World leaders show support for Christchurch victims

Friday, March 15, 2019

Theresa May and Donald Trump have led world leaders in condemning the Christchurch terror attack. 

A man in his 20s has been charged following the murder of 49 worshipper at two mosques in the New Zealand city.

 

 

Mrs May tweeted: “On behalf of the UK, my deepest condolences to the people of New Zealand after the horrifying terrorist attack in Christchurch.

“My thoughts are with all of those affected by this sickening act of violence.”

 

 

US President Donald Trump described the atrocity as a "horrible massacre" and expressed sympathy for the people of New Zealand. 

He added: "49 innocent people have so senselessly died, with so many more seriously injured.

"The U.S. stands by New Zealand for anything we can do. God bless all!"

 

'We stand in solidarity with the Muslim community'

Jeremy Corbyn at Finsbury Park Mosque. 

Labour leader Jeremy Corbyn joined wellwishers in leaving floral tributes at Finsbury Park Mosque in London.

The Christchurch suspect had praised Darren Osborne, who attacked the mosque in 2017, in a manifesto published online. 

Labour leader Jeremy Corbyn tweeted: “My heart goes to the victims of the horrific terror attack in New Zealand.

“We stand in solidarity with the Muslim community in Christchurch and around the world.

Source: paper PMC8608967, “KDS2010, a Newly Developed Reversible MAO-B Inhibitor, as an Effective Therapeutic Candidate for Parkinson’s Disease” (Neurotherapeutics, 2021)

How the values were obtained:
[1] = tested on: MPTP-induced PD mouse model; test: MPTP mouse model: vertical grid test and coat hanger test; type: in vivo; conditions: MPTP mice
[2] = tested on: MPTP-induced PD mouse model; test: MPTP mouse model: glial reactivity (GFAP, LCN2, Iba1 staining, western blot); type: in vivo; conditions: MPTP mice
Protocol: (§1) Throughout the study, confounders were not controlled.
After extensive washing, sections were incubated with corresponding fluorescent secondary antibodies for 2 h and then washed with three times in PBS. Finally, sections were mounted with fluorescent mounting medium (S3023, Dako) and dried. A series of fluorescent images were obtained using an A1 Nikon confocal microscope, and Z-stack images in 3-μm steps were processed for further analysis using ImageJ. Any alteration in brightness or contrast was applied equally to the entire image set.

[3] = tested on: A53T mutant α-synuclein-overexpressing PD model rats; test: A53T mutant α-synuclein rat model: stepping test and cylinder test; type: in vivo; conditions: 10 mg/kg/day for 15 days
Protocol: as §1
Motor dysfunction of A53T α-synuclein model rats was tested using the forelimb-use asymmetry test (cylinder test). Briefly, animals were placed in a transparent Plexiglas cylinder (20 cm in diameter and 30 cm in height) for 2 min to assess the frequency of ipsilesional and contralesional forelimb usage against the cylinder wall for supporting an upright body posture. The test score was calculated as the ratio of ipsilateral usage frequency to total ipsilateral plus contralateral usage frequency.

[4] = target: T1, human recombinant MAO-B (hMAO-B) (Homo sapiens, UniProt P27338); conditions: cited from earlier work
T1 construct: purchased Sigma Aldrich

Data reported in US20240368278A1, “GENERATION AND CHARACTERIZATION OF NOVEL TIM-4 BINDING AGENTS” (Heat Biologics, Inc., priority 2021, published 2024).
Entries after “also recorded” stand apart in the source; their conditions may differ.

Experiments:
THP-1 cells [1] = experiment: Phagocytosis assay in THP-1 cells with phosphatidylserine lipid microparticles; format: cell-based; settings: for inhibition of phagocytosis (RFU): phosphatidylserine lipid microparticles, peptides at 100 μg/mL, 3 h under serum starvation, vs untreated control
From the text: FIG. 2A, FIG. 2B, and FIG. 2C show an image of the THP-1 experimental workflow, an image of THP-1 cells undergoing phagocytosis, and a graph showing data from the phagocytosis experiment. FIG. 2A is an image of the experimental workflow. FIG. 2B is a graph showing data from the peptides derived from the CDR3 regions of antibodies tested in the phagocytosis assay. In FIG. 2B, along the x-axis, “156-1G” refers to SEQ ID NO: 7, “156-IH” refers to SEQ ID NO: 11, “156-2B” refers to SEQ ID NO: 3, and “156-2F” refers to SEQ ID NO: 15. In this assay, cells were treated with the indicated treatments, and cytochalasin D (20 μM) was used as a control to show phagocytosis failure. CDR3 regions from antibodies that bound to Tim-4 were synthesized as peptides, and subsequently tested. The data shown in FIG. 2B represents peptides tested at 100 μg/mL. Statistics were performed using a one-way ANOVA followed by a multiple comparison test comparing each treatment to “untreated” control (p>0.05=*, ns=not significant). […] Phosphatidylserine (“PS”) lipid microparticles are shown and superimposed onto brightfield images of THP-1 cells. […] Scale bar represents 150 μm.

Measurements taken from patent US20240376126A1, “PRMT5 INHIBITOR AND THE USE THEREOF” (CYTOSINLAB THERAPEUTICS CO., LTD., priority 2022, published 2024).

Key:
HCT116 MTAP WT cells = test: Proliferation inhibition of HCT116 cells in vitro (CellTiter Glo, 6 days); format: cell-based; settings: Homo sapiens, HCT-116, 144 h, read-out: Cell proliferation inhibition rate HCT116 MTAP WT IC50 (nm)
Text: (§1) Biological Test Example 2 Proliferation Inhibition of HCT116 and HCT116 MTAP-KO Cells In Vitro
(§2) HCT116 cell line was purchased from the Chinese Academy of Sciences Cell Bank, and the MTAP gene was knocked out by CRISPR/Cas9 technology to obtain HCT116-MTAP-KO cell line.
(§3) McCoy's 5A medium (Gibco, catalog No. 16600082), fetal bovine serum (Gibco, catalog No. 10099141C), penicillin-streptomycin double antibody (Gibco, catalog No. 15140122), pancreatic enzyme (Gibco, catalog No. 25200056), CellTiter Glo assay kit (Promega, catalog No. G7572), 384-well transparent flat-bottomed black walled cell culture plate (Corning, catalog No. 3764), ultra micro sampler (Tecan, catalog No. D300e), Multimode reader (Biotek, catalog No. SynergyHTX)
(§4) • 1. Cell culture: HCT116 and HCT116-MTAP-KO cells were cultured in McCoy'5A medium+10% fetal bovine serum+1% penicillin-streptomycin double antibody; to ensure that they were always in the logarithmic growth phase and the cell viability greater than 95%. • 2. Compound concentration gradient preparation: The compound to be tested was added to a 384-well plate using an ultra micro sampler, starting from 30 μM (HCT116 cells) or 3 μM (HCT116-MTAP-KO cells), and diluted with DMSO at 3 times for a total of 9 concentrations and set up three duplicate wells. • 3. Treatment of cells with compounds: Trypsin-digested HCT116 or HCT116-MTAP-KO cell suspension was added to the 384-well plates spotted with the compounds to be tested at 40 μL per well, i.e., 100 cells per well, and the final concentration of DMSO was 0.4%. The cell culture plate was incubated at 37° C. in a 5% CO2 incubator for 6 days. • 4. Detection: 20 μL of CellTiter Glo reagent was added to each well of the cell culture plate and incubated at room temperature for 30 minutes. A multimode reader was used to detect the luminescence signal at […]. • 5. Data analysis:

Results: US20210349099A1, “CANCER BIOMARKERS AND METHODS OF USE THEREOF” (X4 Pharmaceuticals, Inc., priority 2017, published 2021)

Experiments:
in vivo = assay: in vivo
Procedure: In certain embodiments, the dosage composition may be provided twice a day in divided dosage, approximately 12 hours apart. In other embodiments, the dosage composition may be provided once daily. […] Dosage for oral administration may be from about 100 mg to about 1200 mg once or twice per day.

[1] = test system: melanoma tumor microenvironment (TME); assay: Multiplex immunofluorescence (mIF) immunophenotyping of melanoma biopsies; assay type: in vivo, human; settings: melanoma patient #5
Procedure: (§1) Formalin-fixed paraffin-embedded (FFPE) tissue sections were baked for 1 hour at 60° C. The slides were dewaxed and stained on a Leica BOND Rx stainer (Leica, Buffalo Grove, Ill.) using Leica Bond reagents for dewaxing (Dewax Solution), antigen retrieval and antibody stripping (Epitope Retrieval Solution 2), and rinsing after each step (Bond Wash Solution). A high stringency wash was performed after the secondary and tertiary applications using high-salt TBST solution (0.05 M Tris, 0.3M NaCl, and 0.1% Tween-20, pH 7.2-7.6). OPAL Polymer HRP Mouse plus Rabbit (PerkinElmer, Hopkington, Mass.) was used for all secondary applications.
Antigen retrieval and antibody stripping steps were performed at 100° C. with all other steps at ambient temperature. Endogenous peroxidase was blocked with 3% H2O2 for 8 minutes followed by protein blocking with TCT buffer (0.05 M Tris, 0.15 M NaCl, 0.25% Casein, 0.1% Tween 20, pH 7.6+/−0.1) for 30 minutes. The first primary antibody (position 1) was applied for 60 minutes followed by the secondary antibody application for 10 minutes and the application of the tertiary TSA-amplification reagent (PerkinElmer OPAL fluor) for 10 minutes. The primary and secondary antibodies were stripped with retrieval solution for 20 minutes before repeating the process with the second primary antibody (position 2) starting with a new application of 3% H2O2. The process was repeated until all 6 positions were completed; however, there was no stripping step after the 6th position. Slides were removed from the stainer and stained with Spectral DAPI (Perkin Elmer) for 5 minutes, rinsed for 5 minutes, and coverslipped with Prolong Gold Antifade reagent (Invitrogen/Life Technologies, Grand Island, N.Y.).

“We must defeat the bigotry which fuels such hatred and violence."

 

'Reassurance patrols' around UK mosques

Police officers stand guard outside Finsbury Park Mosque in London. 

 

Home secretary Sajid Javid said he would be meeting with British police and security services to look at ways to protect British mosques. 

He added: “We stand with New Zealand and Muslims acrss the world against all forms of racism and anti-muslim hatred.”

Mayor of London Sadiq Khan said the Metropolitan Police would also be stepping up “reassurance patrols” around mosques.

He added: “London stands with the people of Christchurch in the face of this horrific terror attack.

“London will always celebrate the diversity that some seek to destroy.”

 

'Disgusting' remarks by senator

 

An Australian senator has been criticised for drawing a link between the attack and immigration. 

Queensland senator Fraser Anning tweeted: "Does anyone still dispute the link between Muslim immigration and violence?"

Australian Prime Minister Scott Morrison replied: "The remarks by Senator Fraser Anning blaming the murderous attacks by a violent, right-wing, extremist terrorist in New Zealand on immigration are disgusting.

"Those views have no place in Australia, let alone the Australian Parliament."